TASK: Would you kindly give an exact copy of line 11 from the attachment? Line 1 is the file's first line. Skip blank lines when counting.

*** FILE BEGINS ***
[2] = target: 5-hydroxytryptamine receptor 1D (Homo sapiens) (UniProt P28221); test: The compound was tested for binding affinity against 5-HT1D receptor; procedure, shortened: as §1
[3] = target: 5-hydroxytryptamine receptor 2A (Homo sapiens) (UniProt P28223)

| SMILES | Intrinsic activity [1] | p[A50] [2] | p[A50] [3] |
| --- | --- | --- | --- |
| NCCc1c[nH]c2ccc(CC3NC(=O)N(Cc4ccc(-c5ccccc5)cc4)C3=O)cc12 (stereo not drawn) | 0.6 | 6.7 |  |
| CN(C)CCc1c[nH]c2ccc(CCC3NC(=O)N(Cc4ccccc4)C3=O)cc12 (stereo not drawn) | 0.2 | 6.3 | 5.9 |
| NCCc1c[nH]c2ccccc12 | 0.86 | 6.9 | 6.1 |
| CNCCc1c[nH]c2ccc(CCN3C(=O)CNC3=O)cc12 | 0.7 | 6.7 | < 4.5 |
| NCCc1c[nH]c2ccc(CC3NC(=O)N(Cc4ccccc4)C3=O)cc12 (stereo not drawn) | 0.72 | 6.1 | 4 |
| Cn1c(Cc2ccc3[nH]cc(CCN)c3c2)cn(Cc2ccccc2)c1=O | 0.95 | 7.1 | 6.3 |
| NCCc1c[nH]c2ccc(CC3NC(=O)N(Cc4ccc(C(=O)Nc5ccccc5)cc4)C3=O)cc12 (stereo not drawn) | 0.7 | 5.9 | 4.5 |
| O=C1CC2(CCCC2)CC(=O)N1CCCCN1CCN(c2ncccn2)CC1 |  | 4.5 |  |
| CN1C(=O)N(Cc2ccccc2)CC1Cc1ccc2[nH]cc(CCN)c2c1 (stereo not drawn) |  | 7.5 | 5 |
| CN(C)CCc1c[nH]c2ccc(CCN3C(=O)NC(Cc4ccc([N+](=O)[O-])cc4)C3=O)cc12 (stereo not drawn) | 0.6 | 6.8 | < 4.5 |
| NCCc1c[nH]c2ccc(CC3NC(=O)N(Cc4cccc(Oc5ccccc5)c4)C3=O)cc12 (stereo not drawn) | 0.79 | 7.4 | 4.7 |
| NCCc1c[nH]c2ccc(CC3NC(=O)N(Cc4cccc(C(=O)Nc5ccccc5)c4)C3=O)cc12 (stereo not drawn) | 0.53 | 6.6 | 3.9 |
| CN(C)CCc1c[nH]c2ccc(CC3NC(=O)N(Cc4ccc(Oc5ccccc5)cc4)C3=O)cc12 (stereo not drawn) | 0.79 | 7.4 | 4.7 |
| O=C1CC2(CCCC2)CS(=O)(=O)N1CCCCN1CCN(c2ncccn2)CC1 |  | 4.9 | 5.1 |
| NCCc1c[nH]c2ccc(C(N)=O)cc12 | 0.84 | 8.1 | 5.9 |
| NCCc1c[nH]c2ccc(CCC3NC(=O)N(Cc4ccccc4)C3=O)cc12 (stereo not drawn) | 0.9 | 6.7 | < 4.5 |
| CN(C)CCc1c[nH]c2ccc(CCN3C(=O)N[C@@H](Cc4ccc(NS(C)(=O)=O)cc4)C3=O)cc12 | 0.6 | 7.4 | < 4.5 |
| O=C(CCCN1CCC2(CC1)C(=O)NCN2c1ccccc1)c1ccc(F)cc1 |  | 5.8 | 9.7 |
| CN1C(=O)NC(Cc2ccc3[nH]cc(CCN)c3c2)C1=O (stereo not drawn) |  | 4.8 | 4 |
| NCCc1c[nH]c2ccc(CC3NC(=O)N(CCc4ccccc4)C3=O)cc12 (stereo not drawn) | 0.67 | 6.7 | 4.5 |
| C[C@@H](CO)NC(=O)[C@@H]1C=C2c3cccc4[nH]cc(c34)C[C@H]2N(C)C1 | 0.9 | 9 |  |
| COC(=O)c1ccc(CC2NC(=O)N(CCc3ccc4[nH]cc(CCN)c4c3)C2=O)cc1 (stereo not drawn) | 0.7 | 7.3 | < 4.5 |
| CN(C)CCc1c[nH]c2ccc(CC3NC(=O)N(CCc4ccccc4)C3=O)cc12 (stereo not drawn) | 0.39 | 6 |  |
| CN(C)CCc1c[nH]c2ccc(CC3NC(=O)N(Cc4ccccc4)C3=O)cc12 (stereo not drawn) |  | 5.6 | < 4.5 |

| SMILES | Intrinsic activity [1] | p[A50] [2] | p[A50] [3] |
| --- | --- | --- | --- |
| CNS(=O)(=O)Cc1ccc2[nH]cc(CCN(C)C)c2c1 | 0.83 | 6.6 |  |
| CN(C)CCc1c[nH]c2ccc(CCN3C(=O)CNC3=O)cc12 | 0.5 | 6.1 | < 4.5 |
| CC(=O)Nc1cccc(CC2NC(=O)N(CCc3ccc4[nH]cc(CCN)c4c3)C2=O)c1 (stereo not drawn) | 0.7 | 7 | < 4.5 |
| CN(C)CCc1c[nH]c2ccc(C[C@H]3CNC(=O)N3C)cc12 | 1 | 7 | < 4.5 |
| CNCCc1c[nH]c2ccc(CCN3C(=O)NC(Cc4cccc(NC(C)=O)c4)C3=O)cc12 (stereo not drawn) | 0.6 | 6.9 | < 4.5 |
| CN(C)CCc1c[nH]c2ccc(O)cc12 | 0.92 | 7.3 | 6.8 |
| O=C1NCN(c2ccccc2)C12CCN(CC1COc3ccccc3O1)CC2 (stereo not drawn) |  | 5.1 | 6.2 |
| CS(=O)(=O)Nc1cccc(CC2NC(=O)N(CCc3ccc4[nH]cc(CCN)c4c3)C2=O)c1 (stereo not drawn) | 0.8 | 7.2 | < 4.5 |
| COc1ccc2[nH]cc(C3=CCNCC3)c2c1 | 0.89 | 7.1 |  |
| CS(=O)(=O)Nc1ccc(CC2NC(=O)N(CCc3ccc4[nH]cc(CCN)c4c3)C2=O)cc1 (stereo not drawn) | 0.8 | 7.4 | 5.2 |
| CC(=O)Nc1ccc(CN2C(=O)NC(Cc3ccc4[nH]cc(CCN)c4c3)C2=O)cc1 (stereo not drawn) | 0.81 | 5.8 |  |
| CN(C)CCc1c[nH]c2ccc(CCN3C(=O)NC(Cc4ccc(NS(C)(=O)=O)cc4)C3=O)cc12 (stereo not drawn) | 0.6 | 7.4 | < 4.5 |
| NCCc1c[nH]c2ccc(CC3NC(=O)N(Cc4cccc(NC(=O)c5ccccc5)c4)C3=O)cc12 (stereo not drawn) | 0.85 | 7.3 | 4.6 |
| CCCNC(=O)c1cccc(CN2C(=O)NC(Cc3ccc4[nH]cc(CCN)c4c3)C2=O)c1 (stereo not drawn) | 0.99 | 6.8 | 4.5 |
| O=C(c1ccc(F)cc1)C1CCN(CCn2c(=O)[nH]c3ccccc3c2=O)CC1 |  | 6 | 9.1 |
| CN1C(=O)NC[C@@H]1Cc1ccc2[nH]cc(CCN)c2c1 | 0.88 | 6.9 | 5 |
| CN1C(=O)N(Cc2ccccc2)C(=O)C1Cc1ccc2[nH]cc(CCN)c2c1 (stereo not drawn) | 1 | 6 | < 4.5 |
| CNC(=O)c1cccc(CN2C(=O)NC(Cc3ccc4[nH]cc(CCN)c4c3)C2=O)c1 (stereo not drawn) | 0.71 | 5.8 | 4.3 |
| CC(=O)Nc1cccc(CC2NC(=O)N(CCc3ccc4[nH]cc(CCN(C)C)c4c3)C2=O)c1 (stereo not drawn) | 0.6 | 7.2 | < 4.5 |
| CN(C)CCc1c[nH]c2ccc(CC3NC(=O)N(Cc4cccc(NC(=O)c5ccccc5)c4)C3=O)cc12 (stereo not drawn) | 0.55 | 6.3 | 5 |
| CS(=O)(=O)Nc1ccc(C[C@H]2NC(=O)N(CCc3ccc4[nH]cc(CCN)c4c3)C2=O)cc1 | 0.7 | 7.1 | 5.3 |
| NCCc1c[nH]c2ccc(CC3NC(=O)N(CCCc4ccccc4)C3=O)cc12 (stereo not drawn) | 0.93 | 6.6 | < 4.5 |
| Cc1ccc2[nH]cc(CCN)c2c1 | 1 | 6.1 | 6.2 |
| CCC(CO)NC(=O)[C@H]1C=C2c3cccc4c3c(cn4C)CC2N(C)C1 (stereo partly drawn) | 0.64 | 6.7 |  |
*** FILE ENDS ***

| NCCc1c[nH]c2ccc(CC3NC(=O)N(Cc4ccc(C(=O)Nc5ccccc5)cc4)C3=O)cc12 (stereo not drawn) | 0.7 | 5.9 | 4.5 |